HC Deb 14 July 1853 vol 129 cc236-7

Order for Second Reading read.


said, he must appeal to the right hon. Gentleman the Secretary for Ireland not to proceed with a measure of so much importance at that late hour of the evening [half-past twelve o'clock]. He had no wish to obstruct the progress of business, and if the right hon. Gentleman would fix an early day for this Bill, he (Mr. Whiteside) would be perfectly willing to shorten the matter by discussing a Bill which he had on the paper, the Sale of Lands (Ireland) Bill, and the one now before the House both at the same time—[Laughter]—at least one after the other.


said, he thought that the Bill ought to be read a second time that evening. He (Sir J. Young) had a few days ago assented to the Bill, to which the hon. and learned Gentleman alluded, being read a second time, on the understanding that it was not to be further proceeded with; and if the hon. and learned Gentleman now placed that as a rival to the present Bill, he thought it was but fair that the latter should also receive a second reading. This Bill had been maturely considered in the other House, and he therefore proposed now to take the second reading, on the understanding that ample opportunity should be given for discussing it either on going into Committee or in Committee.


said, he must deny that he had ever had any communication with the right hon. Gentleman on the subject of the Bill to which he had alluded, or that he had ever given any pledge that it should not be proceeded with beyond the second reading. It was a Bill to which he had never heard any objection, and which had the sanction of the late Lord Chancellor of Ireland. He had no desire to obstruct the progress of law reform; but if a Government which had never introduced a single original measure on this subject—[Loud cries of "Order!" amidst which the hon. and learned Gentleman resumed his seat].


said, that without going into any angry discussion, he thought the hon. and learned Gentleman must see that the Government were entitled to ask him to allow this Bill to be now read a second time. The hon. and learned Gentleman had offered to discuss his Bill and the Bill of his right hon. Friend (Sir J. Young's) together; but how could that be done if the two Bills did not stand on the same footing? As the one Bill had been read a second time, he thought the other should be allowed to pass the same stage.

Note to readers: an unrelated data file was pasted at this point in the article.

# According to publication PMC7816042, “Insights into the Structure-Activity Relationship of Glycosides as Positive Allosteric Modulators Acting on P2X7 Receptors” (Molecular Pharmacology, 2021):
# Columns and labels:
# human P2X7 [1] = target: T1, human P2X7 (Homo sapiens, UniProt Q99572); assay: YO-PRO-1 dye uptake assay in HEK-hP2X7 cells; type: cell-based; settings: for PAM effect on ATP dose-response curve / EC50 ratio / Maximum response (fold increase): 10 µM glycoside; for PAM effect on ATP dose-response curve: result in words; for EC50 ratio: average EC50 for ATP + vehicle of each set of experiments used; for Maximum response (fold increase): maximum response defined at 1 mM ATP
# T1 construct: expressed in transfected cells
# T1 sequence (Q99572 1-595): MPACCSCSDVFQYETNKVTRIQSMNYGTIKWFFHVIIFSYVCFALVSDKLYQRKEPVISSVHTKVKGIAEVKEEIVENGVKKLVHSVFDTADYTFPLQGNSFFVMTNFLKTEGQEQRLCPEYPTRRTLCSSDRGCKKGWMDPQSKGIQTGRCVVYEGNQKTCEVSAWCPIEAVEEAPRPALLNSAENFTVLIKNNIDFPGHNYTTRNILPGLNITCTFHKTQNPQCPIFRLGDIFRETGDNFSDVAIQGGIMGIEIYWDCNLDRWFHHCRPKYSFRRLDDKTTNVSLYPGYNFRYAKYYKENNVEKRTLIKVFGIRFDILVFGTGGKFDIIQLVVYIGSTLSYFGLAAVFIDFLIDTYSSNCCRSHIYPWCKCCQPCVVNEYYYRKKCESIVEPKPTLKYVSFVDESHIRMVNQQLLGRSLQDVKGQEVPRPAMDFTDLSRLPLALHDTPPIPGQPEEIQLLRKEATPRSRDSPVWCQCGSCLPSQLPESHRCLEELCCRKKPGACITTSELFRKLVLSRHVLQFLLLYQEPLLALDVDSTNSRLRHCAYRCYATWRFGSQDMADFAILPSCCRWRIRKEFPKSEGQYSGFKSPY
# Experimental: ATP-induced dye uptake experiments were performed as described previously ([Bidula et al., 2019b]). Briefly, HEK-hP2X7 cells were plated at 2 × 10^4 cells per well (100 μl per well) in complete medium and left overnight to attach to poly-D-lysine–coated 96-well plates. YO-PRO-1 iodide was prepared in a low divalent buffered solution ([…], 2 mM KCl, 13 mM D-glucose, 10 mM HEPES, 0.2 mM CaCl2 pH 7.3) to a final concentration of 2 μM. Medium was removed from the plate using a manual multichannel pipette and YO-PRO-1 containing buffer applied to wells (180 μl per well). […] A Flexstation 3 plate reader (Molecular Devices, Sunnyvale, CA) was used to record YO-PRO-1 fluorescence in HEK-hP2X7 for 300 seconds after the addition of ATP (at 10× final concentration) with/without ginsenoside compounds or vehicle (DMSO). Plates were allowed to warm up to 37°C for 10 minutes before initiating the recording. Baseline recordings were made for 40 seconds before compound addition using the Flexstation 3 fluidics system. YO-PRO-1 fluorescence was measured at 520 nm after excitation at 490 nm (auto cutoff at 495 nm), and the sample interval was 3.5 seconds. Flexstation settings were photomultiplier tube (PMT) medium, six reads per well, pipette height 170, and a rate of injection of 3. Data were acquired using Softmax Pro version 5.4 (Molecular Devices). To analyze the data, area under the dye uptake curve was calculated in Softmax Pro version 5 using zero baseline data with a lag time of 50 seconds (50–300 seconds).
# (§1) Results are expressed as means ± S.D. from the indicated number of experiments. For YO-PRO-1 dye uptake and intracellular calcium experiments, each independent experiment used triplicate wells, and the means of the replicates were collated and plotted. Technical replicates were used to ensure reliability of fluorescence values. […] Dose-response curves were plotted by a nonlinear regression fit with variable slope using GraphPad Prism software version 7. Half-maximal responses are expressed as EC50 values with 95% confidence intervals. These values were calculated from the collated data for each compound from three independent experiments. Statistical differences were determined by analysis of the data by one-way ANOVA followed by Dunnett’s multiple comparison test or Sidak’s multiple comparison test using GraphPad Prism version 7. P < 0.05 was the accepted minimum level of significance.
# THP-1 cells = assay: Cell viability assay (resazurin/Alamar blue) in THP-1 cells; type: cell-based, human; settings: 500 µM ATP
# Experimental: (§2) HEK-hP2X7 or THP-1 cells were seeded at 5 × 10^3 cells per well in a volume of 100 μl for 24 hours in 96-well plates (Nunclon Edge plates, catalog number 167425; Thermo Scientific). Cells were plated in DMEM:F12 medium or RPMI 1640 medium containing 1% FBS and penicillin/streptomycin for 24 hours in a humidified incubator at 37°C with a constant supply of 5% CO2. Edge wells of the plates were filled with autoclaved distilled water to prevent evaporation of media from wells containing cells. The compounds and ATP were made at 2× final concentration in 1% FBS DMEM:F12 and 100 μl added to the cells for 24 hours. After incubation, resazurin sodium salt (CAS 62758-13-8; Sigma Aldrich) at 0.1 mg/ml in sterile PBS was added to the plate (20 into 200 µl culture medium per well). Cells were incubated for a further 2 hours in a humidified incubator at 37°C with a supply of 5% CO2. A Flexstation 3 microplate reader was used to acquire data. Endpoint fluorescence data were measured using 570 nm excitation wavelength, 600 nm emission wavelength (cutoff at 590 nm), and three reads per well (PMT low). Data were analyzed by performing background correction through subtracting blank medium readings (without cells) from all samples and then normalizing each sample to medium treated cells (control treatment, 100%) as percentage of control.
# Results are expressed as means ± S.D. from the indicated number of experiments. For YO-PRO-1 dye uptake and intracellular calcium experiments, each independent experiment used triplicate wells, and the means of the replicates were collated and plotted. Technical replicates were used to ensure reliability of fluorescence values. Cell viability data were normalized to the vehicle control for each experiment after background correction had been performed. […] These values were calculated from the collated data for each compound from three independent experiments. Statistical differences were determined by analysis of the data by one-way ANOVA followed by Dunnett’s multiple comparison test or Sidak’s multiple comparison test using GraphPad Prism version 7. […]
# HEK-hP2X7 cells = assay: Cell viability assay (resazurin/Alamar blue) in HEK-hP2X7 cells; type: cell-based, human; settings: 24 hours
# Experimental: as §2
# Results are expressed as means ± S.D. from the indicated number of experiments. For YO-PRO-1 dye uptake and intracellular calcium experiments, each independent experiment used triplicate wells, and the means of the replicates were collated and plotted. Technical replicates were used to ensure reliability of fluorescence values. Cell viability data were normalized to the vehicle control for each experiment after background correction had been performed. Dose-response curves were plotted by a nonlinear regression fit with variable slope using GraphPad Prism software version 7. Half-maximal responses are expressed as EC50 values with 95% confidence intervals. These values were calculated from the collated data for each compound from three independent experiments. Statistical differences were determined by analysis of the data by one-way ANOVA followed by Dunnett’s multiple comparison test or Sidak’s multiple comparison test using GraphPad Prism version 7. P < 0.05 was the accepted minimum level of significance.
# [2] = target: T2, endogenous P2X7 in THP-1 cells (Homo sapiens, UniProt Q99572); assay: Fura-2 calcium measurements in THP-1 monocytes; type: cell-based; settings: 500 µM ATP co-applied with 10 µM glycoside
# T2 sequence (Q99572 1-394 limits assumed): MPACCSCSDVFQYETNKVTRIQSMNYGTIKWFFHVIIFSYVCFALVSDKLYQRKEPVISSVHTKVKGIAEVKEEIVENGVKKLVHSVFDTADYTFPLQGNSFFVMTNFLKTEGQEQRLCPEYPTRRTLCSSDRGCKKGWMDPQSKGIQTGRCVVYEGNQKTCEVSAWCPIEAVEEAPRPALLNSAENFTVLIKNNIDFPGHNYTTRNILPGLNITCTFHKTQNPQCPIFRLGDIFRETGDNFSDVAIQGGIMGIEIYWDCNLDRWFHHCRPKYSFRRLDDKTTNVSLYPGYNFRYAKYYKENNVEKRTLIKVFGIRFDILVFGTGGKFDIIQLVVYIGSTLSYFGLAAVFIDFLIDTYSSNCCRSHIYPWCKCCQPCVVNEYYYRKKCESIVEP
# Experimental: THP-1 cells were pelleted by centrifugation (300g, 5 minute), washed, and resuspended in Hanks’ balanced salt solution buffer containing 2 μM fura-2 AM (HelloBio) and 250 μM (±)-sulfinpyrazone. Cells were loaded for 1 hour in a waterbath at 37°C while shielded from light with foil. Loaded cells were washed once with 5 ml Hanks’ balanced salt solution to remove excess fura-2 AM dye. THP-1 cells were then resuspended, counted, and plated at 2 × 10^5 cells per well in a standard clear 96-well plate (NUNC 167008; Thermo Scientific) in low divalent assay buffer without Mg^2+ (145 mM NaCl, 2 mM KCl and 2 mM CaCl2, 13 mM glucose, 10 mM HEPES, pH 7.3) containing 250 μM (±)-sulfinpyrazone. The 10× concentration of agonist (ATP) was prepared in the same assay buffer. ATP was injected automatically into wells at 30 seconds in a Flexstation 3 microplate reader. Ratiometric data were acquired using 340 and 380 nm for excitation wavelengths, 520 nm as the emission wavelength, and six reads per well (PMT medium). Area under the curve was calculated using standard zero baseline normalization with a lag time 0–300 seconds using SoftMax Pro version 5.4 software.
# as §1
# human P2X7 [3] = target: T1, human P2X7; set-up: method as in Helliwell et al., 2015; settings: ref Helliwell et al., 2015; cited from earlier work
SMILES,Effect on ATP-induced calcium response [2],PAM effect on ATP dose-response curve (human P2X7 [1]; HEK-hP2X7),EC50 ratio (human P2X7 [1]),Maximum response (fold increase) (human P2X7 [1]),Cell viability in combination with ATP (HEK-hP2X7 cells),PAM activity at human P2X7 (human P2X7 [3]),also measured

said, that he should have no objection to accede to the noble Lord's suggestion, if he was understood not to be precluded thereby from pressing at a future stage the strong objections which he entertained to the principle of this Bill, which was in many respects different from the former Encumbered Estates Act.


said, that of course the hon. and learned Gentleman would not be precluded from offering any opposition to the Bill at a future stage.


said, that the measure was one of the most unjust and unprecedented ever introduced into that House. He objected to the principle of the Bill, and hoped the hon. and learned Member for Enniskillen (Mr. Whiteside) would persist in his opposition. It was not fair to Ireland to press this Bill at so late an hour. He would observe also that the time when Irish Members were at the assizes was the time always chosen for bringing in or pushing forward obnoxious Bills. He should certainly move that the debate be adjourned.


hoped the hon. and gallant Colonel would not persist in his opposition. The measure, with that of the hon. and learned Gentleman opposite, would, he hoped, be discussed on an early day.


said, he would accede to this suggestion, but he warned the Government that the subject must be fully discussed.

Bill read 2o.